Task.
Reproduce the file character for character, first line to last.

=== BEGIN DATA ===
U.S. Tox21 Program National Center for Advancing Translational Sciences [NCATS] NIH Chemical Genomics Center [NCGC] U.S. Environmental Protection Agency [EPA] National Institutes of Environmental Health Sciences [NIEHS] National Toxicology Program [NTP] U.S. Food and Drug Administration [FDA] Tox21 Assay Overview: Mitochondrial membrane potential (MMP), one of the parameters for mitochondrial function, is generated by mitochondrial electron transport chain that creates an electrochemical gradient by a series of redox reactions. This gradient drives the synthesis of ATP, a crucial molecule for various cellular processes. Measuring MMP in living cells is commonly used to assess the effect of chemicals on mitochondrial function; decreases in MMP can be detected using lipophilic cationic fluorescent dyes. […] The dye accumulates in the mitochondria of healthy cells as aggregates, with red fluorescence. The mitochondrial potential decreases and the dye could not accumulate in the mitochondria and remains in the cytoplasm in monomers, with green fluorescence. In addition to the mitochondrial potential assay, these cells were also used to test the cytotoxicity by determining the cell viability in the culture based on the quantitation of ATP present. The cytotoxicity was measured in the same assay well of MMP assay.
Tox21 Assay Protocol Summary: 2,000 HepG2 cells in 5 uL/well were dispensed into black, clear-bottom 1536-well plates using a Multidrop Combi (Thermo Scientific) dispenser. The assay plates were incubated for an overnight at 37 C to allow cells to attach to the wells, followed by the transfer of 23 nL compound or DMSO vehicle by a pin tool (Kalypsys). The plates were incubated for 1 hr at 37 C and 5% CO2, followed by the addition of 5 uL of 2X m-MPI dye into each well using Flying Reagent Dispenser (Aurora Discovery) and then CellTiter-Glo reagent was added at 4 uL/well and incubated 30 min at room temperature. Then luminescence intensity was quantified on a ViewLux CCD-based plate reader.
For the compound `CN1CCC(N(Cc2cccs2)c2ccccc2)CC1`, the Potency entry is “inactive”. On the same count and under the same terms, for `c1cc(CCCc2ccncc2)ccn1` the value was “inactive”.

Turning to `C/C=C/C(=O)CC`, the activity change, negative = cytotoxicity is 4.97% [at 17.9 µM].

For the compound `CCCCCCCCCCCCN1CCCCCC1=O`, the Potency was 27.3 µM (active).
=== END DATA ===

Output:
U.S. Tox21 Program National Center for Advancing Translational Sciences [NCATS] NIH Chemical Genomics Center [NCGC] U.S. Environmental Protection Agency [EPA] National Institutes of Environmental Health Sciences [NIEHS] National Toxicology Program [NTP] U.S. Food and Drug Administration [FDA] Tox21 Assay Overview: Mitochondrial membrane potential (MMP), one of the parameters for mitochondrial function, is generated by mitochondrial electron transport chain that creates an electrochemical gradient by a series of redox reactions. This gradient drives the synthesis of ATP, a crucial molecule for various cellular processes. Measuring MMP in living cells is commonly used to assess the effect of chemicals on mitochondrial function; decreases in MMP can be detected using lipophilic cationic fluorescent dyes. […] The dye accumulates in the mitochondria of healthy cells as aggregates, with red fluorescence. The mitochondrial potential decreases and the dye could not accumulate in the mitochondria and remains in the cytoplasm in monomers, with green fluorescence. In addition to the mitochondrial potential assay, these cells were also used to test the cytotoxicity by determining the cell viability in the culture based on the quantitation of ATP present. The cytotoxicity was measured in the same assay well of MMP assay.
Tox21 Assay Protocol Summary: 2,000 HepG2 cells in 5 uL/well were dispensed into black, clear-bottom 1536-well plates using a Multidrop Combi (Thermo Scientific) dispenser. The assay plates were incubated for an overnight at 37 C to allow cells to attach to the wells, followed by the transfer of 23 nL compound or DMSO vehicle by a pin tool (Kalypsys). The plates were incubated for 1 hr at 37 C and 5% CO2, followed by the addition of 5 uL of 2X m-MPI dye into each well using Flying Reagent Dispenser (Aurora Discovery) and then CellTiter-Glo reagent was added at 4 uL/well and incubated 30 min at room temperature. Then luminescence intensity was quantified on a ViewLux CCD-based plate reader.
For the compound `CN1CCC(N(Cc2cccs2)c2ccccc2)CC1`, the Potency entry is “inactive”. On the same count and under the same terms, for `c1cc(CCCc2ccncc2)ccn1` the value was “inactive”.

Turning to `C/C=C/C(=O)CC`, the activity change, negative = cytotoxicity is 4.97% [at 17.9 µM].

For the compound `CCCCCCCCCCCCN1CCCCCC1=O`, the Potency was 27.3 µM (active).